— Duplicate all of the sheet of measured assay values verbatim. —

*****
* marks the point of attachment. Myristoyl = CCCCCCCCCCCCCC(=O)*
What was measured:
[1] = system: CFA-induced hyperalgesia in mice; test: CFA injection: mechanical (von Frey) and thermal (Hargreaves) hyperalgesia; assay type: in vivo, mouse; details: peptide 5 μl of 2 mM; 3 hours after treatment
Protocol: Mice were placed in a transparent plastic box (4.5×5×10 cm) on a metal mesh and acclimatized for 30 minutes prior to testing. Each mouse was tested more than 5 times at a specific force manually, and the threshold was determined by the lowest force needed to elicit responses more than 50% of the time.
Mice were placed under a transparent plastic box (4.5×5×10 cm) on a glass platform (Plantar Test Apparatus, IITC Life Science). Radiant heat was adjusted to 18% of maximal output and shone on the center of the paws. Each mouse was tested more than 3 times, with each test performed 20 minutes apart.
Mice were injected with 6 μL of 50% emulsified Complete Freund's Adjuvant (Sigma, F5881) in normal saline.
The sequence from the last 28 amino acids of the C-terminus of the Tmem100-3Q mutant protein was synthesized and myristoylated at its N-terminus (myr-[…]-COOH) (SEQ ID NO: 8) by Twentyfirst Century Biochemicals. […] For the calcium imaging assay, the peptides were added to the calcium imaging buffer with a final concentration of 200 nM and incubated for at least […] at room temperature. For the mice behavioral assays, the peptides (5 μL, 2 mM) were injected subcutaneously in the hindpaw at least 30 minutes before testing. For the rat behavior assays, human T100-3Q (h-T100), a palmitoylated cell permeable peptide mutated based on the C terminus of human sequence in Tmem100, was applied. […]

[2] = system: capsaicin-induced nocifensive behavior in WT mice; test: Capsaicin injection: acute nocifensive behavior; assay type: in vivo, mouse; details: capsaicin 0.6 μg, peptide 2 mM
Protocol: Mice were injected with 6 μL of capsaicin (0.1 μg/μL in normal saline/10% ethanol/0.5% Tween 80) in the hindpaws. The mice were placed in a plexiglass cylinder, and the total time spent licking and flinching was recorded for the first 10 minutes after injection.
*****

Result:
* marks the point of attachment. Myristoyl = CCCCCCCCCCCCCC(=O)*
What was measured:
[1] = system: CFA-induced hyperalgesia in mice; test: CFA injection: mechanical (von Frey) and thermal (Hargreaves) hyperalgesia; assay type: in vivo, mouse; details: peptide 5 μl of 2 mM; 3 hours after treatment
Protocol: Mice were placed in a transparent plastic box (4.5×5×10 cm) on a metal mesh and acclimatized for 30 minutes prior to testing. Each mouse was tested more than 5 times at a specific force manually, and the threshold was determined by the lowest force needed to elicit responses more than 50% of the time.
Mice were placed under a transparent plastic box (4.5×5×10 cm) on a glass platform (Plantar Test Apparatus, IITC Life Science). Radiant heat was adjusted to 18% of maximal output and shone on the center of the paws. Each mouse was tested more than 3 times, with each test performed 20 minutes apart.
Mice were injected with 6 μL of 50% emulsified Complete Freund's Adjuvant (Sigma, F5881) in normal saline.
The sequence from the last 28 amino acids of the C-terminus of the Tmem100-3Q mutant protein was synthesized and myristoylated at its N-terminus (myr-[…]-COOH) (SEQ ID NO: 8) by Twentyfirst Century Biochemicals. […] For the calcium imaging assay, the peptides were added to the calcium imaging buffer with a final concentration of 200 nM and incubated for at least […] at room temperature. For the mice behavioral assays, the peptides (5 μL, 2 mM) were injected subcutaneously in the hindpaw at least 30 minutes before testing. For the rat behavior assays, human T100-3Q (h-T100), a palmitoylated cell permeable peptide mutated based on the C terminus of human sequence in Tmem100, was applied. […]

[2] = system: capsaicin-induced nocifensive behavior in WT mice; test: Capsaicin injection: acute nocifensive behavior; assay type: in vivo, mouse; details: capsaicin 0.6 μg, peptide 2 mM
Protocol: Mice were injected with 6 μL of capsaicin (0.1 μg/μL in normal saline/10% ethanol/0.5% Tween 80) in the hindpaws. The mice were placed in a plexiglass cylinder, and the total time spent licking and flinching was recorded for the first 10 minutes after injection.